SIMPLY COMPLEX “Whistler,” acrylic on wood panel, 20x15 inches, by Mark Wethli, 2009.
Throughout his long career Mark Wethli's work has been studied, careful, and formally rigorous. The figurative paintings that occupied a large part of his career often had the illusion of a space divided into sections by a formal architecture that was both a frame for the paintings' subjects and part of their content.
In later years his large wall paintings have had a formal relationship based on color. The structure was created by the borders between rectangular color areas and the relationships induced by the colors' apparent distance form the viewer.
The common thread through all his work has been comprehensibility. In his full-scale model of a Piper Cub airplane, he built an appreciation to a basic machine that can be fully understood in detail. A Cub's frameworks are simple, its controls are mechanical, and it is flown by hand. It's a mechanism based on an ethos of human scale, long since superseded by the complexities of modern aircraft systems.
In his new work now on view at Icon in Brunswick his ethos of simplicity and rigor add up to paintings that are fundamentally radical. Wethli has made conceptual choices that have resulted in visual relationships that are at once familiar and highly original.
The show is 25 small paintings on wood that has been distressed by use. They look like they were parts of doors or walls in old barns, where they were scratched, dented, drilled for hinges, and cracked by age or rough treatment. Wethli cut these pieces to the sizes he wanted for his paintings and added color and a simple shape. The result is works that are simple to apprehend and complex to think about.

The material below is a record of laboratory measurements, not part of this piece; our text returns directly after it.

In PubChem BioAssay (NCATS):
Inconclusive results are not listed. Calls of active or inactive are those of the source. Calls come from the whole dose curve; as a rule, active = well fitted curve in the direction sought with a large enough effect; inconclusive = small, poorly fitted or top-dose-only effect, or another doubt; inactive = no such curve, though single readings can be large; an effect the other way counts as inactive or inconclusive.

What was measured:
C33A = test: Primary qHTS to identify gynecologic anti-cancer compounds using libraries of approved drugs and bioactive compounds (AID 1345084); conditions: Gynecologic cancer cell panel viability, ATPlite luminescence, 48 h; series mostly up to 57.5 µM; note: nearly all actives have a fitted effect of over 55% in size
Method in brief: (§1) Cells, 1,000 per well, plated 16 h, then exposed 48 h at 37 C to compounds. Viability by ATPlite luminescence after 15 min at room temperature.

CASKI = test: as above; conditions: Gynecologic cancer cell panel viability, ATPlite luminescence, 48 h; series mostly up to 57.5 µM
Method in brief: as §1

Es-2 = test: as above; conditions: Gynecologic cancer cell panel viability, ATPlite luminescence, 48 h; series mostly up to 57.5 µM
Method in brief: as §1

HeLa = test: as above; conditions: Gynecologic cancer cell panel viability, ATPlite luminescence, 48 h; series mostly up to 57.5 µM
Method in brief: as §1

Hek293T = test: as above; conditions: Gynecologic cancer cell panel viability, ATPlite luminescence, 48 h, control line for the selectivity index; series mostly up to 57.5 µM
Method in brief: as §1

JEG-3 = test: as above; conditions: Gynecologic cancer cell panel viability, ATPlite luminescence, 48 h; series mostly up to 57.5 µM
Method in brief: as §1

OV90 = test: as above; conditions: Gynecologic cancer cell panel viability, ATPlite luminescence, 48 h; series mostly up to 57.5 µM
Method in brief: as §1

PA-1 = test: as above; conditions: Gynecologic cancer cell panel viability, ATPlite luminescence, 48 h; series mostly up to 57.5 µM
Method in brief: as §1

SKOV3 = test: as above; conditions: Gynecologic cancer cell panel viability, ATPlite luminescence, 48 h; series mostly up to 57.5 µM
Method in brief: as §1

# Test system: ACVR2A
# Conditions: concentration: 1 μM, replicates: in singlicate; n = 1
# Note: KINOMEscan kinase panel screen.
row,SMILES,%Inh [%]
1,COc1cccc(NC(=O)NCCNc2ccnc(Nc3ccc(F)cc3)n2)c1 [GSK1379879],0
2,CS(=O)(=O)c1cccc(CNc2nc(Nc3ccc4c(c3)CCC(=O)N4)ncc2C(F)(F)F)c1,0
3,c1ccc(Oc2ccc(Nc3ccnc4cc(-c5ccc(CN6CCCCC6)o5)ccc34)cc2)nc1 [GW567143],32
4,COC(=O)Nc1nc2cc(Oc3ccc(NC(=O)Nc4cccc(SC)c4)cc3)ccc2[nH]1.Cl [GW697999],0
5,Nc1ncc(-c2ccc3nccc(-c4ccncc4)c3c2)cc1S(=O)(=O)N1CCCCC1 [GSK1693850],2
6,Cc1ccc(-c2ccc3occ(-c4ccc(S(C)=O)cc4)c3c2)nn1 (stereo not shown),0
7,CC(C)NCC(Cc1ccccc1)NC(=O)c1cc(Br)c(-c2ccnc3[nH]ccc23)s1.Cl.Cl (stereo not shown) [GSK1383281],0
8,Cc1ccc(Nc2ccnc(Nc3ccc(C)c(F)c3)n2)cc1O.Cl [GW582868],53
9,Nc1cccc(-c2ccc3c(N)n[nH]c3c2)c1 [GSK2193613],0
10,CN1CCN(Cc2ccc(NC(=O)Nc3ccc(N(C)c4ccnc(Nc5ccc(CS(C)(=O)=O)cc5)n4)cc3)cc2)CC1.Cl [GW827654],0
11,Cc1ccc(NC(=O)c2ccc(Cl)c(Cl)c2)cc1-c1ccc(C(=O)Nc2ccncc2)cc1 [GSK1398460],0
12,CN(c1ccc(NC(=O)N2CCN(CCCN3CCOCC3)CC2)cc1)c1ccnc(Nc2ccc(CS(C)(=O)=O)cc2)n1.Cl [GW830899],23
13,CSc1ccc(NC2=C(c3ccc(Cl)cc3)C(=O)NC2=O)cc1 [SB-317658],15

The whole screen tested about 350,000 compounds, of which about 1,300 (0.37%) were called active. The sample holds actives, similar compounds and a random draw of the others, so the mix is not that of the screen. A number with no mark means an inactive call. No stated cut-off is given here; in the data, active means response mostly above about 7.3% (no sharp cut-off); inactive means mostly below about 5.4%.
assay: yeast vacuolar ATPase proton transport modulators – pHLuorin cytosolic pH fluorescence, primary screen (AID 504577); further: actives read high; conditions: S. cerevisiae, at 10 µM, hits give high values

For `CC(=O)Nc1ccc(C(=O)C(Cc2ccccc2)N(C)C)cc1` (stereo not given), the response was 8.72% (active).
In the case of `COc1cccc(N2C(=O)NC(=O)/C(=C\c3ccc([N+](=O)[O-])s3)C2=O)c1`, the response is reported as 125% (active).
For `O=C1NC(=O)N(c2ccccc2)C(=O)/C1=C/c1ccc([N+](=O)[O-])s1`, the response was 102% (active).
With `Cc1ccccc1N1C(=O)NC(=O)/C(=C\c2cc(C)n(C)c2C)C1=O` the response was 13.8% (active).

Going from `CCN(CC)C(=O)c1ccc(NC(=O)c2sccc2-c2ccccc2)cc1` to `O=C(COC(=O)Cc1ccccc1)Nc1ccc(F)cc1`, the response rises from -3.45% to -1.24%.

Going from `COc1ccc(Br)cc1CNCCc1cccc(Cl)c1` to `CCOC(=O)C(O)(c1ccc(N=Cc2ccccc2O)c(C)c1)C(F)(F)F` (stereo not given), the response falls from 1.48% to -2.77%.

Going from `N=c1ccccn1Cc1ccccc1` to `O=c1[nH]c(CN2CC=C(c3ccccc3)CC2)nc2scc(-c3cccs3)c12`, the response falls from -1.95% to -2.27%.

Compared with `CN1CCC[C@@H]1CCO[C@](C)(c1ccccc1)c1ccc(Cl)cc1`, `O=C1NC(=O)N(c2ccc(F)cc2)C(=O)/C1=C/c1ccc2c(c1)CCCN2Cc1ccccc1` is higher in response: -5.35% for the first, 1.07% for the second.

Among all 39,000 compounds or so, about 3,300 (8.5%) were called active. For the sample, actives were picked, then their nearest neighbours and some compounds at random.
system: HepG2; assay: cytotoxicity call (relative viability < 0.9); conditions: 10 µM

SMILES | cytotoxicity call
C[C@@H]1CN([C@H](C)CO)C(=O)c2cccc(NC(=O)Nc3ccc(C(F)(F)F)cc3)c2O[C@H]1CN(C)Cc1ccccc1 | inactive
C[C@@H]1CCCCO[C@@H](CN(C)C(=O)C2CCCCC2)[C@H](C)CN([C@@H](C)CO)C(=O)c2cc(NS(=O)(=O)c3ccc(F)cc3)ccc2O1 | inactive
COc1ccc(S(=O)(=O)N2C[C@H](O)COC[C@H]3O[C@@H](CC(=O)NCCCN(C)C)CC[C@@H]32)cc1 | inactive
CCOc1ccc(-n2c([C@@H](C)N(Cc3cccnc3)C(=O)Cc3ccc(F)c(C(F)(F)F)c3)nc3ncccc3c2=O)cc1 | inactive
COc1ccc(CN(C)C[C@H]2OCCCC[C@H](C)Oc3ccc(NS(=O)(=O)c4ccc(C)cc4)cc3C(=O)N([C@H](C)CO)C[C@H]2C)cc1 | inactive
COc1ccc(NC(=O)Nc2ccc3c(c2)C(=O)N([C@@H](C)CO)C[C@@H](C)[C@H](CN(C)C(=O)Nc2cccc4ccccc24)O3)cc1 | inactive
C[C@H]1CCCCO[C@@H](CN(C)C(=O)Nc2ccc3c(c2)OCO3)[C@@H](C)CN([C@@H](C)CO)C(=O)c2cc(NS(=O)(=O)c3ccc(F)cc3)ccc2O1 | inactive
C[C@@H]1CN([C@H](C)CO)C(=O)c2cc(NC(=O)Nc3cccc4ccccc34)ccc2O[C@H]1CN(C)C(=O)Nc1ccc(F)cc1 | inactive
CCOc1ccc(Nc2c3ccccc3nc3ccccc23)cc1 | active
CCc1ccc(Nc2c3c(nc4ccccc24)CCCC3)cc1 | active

"Whistler," for example, is made from three vertical boards 20 inches long, held together by cleats attached to the back. The boards are clearly part of a set that was held together for a long time in some other kind of service. One edge of the painting has been shaped by abrasion. There's a small semi-circle in one joint caused by a knot falling out.
The boards have been randomly nicked and scratched in ways that would have been part of the background in the barn, but are now defining qualities of Wethli's presentation. He has painted them with a thin green wash that allows the color of the wood, and the distressing it's been subjected to, to show through. Or maybe he found it already covered with faded paint -- it makes no difference.
What does matter is what he did next. He painted four narrow triangles that come in from each side and more or less meet in the middle. In this painting the bottom and left ones are nearly black, the other two are reddish brown. The triangles, with their slightly offset meeting, divide the painting in four roughly equal quadrants, now separated from each other but still visually united by the seams between the boards and the marks left by their age and use.